• Faculty +

      • Rachel Diamant, PhD, OTR/L, B.C.P. Rachel Diamant, PhD, OTR/L, B.C.P.
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      • Bernadette Mineo, PhD, OTR/L, Bernadette Mineo, PhD, OTR/L,
        Associate Professor and Director, Online Post-Professional Programs
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      • Emily Schulz, PhD, OTR/L, CFLE Emily Schulz, PhD, OTR/L, CFLE
        Associate Professor
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      • Mary Zewicki Greer, PhD, OTR/L Mary Zewicki Greer, PhD, OTR/L
        Assistant Professor, Clinical Education Coordinator
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      • Mary Voytek, OTD, MC, OTR/L Mary Voytek, OTD, MC, OTR/L
        Assistant Professor
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      • Brandi L. Buchanan, OTD, OTR/L Brandi L. Buchanan, OTD, OTR/L
        Assistant Professor
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      • Ingrid Van Duyne, DHSc, MRC, OTR/L Ingrid Van Duyne, DHSc, MRC, OTR/L
        Assistant Professor
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      • Tania Shearon, MOT, CHT, PYT-C Tania Shearon, MOT, CHT, PYT-C
        Assistant Professor
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      • Mica Rutschke, MS, OTR/L Mica Rutschke, MS, OTR/L
        Assistant Professor
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  • Staff +

      • Leslie Hicks, BA Leslie Hicks, BA
        Administrative Assistant

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      • spacer image for page layout Darien Belluomini, BS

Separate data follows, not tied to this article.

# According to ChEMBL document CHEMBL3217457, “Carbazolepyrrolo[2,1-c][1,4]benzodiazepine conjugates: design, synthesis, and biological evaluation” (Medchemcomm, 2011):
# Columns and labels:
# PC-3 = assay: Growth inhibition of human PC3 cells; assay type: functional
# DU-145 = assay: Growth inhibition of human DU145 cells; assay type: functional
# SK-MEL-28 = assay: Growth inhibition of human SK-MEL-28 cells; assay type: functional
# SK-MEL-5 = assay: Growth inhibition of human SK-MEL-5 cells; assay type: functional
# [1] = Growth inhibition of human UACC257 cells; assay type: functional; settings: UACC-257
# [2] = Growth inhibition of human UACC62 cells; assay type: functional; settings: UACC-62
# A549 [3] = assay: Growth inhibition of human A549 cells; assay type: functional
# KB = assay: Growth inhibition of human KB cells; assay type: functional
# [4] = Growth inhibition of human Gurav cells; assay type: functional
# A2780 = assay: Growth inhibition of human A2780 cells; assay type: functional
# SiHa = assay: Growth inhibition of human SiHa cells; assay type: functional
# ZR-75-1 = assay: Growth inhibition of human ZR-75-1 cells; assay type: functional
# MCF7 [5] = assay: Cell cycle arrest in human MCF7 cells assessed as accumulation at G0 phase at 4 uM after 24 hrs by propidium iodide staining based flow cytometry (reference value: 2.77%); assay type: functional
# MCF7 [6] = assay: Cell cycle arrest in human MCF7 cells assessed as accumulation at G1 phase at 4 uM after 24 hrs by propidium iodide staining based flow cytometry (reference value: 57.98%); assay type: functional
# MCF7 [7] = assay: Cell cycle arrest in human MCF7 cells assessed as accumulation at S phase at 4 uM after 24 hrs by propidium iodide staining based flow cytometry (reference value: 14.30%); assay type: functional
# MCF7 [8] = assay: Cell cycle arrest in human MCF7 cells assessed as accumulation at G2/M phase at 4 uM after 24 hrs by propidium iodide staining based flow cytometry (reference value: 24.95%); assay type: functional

Program Coordinator

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      • Michelle A. Zacofsky, BA Michelle A. Zacofsky, BA
        Administrative Coordinator, Occupational Therapy

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Occupational Therapy Admissions

  • Requirements +

      1. Candidates accepted for admission will have earned a baccalaureate degree prior to matriculation.
      2. Applicants must have achieved a minimum 2.75 cumulative GPA, and a 2.75 science GPA (on a 4.00 scale).
      3. Applicants are required to submit all official college or academic transcripts.
      4. Applicants are required to submit official GRE scores. Any scores older than three years prior to the matriculation year will not be accepted. The GRE Code for ASHS is 3743. (There is no department code.) For applicants with a cumulative GPA of 3.00 or higher, the GRE is optional.
      5. Applicants are required to obtain a minimum of 20 contact/observation hours in the occupational therapy field.
      6. Applicants must secure two (2) letters of reference. One of these letters must be written by: a present or former science faculty member, academic advisor, or employer. The other reference letter should come from a professional from the occupational therapy field. Letters from an educational consulting service will not qualify. New letters of reference must be submitted for each application year.
      7. Applicants who are considered potential candidates will be invited to visit ASHS to participate in an applicant interview process. For applicants residing out-of-state, telephone interviews may be arranged in lieu of the on-site interview.